Three resolutions for Oklahoma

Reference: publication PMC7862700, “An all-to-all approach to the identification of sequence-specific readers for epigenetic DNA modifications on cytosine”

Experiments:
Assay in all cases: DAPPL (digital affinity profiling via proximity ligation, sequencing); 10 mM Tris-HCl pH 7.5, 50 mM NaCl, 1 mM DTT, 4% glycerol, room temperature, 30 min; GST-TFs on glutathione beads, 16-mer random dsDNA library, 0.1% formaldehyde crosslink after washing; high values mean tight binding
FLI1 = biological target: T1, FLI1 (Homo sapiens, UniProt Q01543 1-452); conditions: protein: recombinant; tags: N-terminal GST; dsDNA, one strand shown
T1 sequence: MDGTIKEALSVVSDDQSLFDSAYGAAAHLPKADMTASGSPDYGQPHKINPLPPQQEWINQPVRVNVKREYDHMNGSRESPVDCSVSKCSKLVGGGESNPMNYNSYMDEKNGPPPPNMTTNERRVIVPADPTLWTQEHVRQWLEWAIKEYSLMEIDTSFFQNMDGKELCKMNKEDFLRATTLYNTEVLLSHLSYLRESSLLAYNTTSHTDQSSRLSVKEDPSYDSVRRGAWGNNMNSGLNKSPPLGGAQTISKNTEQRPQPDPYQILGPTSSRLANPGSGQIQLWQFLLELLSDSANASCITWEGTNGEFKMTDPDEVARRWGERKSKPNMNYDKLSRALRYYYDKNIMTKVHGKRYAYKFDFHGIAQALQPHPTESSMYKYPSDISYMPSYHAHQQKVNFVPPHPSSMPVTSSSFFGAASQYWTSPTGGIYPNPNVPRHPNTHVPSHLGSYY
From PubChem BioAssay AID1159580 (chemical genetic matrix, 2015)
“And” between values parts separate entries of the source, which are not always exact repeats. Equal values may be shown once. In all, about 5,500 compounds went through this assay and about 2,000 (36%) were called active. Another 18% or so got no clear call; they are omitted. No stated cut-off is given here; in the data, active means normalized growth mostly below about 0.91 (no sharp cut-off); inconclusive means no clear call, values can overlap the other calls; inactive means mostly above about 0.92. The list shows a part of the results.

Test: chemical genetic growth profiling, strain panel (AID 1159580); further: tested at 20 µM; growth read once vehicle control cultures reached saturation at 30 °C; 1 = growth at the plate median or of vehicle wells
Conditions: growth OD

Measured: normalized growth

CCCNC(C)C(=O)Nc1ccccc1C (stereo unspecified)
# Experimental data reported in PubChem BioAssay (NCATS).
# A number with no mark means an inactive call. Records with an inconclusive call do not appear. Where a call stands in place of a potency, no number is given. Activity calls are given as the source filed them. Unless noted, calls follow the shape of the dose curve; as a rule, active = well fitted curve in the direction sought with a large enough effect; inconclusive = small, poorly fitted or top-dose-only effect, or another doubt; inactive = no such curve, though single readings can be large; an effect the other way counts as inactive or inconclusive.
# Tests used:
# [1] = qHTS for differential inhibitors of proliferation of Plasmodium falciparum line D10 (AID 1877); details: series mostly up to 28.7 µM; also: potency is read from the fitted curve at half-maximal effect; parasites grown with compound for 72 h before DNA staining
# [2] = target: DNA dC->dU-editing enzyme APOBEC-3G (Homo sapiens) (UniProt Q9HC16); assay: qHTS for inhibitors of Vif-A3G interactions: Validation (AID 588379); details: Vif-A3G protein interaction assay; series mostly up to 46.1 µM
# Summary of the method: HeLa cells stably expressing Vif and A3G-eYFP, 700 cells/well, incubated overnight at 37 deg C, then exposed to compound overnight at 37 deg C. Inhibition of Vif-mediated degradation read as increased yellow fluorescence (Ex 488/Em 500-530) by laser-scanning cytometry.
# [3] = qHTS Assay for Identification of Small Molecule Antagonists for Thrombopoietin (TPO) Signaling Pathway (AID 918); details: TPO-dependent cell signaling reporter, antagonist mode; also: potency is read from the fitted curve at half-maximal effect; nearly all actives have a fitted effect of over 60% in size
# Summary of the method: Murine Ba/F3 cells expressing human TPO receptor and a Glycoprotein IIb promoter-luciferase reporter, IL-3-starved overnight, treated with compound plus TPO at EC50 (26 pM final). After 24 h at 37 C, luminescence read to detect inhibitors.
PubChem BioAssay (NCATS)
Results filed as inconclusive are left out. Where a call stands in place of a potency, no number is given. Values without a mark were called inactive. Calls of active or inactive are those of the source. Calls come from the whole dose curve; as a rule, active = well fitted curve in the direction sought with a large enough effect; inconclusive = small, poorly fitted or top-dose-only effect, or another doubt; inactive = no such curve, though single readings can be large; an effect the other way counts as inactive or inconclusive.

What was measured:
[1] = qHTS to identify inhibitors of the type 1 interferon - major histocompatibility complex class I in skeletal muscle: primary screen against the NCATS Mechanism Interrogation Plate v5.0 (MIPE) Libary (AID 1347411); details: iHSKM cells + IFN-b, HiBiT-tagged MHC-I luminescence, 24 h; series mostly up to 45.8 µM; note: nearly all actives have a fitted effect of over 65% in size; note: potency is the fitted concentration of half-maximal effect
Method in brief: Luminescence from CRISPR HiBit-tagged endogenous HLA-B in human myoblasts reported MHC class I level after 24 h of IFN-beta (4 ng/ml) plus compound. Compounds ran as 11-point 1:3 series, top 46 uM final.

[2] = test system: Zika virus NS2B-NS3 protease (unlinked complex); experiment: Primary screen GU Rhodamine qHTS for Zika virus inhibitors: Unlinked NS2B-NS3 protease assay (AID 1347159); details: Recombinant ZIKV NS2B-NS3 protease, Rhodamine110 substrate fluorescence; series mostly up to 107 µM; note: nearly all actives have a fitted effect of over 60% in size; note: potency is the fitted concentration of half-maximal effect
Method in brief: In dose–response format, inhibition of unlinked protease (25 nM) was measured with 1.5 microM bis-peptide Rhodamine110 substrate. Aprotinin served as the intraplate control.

by Jonathan Small, president of the Oklahoma Council of Public Affairs (OCPA)The new year is a time for resolutions. Here are three for state government, things the Legislature can do in the upcoming session that would make Oklahoma government more effective and accountable. The first resolution will be familiar to a lot of us: slim down. Take a look at a list of Oklahoma state agencies and compare it to other states. Or look at the 150-page directory necessary to list all the agencies, boards, and commissions. We’re not a big state, but we have a sprawling state government bureaucracy. This slimming down needs to start at the top, with management. Instead of having a bunch of unaccountable boards and commissions running major agencies, the ultimate authority should rest with the governor. After all, that is the governor’s job. Imagine as CEO and president of a company you have multiple divisions. Each division has a manager. But the managers don’t report to you and aren’t even selected by you. The managers are selected by separate boards in each division, and your competition or those interested in a hostile takeover select the board members who pick the managers of the divisions. This debacle is how Oklahoma state government is structured. So, our first resolution is to make agency posts appointed, give the governor power to hire and fire agency heads, and trim the number of agencies. By slimming down government, we can make it more efficient and more effective, getting better results for all Oklahomans. While our first resolution deals with the executive branch, our second deals with the Legislature. We all know from civics class that it holds “the power of the purse,” but the truth is that our Legislature is understaffed. It lacks the structure to conduct a thorough budget process and oversight. Current talk of creating an accountability and oversight office within the Legislature is heading in the right direction. The third resolution involves education. Lawmakers should work to increase teacher salaries so that they are the highest in the region and empower public schools, teachers, and students with programs that expand their educational options and expand innovative programs in public schools. All of these reforms require legislation. In every case, they would bring some common sense to state government, making it more efficient and accountable. We will have at the state Capitol soon a new governor and many new legislators. It’s an exciting time as both Governor-elect Stitt and lawmakers have said they will prioritize efficiency and accountability in state government to safeguard taxpayers and the most vulnerable. What better way to start 2019? Jonathan Small serves as president of the Oklahoma Council of Public Affairs.